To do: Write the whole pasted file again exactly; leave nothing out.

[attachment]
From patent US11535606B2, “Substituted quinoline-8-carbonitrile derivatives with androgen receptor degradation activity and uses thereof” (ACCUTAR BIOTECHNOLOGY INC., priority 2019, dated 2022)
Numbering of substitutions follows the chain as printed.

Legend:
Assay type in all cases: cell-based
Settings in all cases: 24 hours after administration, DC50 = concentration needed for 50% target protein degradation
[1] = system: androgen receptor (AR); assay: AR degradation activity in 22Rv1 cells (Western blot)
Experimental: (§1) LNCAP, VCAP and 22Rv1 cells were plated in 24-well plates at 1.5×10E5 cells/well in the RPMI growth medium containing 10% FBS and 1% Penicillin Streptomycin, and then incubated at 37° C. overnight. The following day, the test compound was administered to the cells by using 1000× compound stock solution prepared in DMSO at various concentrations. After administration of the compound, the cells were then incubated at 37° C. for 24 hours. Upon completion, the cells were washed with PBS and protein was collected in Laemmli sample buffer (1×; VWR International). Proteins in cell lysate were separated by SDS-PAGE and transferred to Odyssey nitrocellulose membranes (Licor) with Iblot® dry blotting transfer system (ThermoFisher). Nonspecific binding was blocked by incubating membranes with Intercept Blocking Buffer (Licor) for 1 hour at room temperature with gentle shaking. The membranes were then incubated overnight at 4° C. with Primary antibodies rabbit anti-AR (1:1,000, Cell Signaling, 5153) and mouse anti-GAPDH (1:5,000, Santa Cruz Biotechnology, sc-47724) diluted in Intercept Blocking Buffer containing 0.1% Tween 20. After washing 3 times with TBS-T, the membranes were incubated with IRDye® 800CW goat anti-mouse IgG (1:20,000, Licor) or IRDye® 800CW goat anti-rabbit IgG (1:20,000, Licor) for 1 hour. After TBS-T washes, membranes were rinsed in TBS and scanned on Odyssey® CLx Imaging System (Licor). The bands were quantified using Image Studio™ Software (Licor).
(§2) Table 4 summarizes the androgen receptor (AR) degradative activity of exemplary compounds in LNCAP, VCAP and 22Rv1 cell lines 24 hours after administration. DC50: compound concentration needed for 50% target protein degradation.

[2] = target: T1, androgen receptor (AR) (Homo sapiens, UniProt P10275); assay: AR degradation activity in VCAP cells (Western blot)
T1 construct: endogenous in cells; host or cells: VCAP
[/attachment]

From patent US11535606B2, “Substituted quinoline-8-carbonitrile derivatives with androgen receptor degradation activity and uses thereof” (ACCUTAR BIOTECHNOLOGY INC., priority 2019, dated 2022)
Numbering of substitutions follows the chain as printed.

Legend:
Assay type in all cases: cell-based
Settings in all cases: 24 hours after administration, DC50 = concentration needed for 50% target protein degradation
[1] = system: androgen receptor (AR); assay: AR degradation activity in 22Rv1 cells (Western blot)
Experimental: (§1) LNCAP, VCAP and 22Rv1 cells were plated in 24-well plates at 1.5×10E5 cells/well in the RPMI growth medium containing 10% FBS and 1% Penicillin Streptomycin, and then incubated at 37° C. overnight. The following day, the test compound was administered to the cells by using 1000× compound stock solution prepared in DMSO at various concentrations. After administration of the compound, the cells were then incubated at 37° C. for 24 hours. Upon completion, the cells were washed with PBS and protein was collected in Laemmli sample buffer (1×; VWR International). Proteins in cell lysate were separated by SDS-PAGE and transferred to Odyssey nitrocellulose membranes (Licor) with Iblot® dry blotting transfer system (ThermoFisher). Nonspecific binding was blocked by incubating membranes with Intercept Blocking Buffer (Licor) for 1 hour at room temperature with gentle shaking. The membranes were then incubated overnight at 4° C. with Primary antibodies rabbit anti-AR (1:1,000, Cell Signaling, 5153) and mouse anti-GAPDH (1:5,000, Santa Cruz Biotechnology, sc-47724) diluted in Intercept Blocking Buffer containing 0.1% Tween 20. After washing 3 times with TBS-T, the membranes were incubated with IRDye® 800CW goat anti-mouse IgG (1:20,000, Licor) or IRDye® 800CW goat anti-rabbit IgG (1:20,000, Licor) for 1 hour. After TBS-T washes, membranes were rinsed in TBS and scanned on Odyssey® CLx Imaging System (Licor). The bands were quantified using Image Studio™ Software (Licor).
(§2) Table 4 summarizes the androgen receptor (AR) degradative activity of exemplary compounds in LNCAP, VCAP and 22Rv1 cell lines 24 hours after administration. DC50: compound concentration needed for 50% target protein degradation.

[2] = target: T1, androgen receptor (AR) (Homo sapiens, UniProt P10275); assay: AR degradation activity in VCAP cells (Western blot)
T1 construct: endogenous in cells; host or cells: VCAP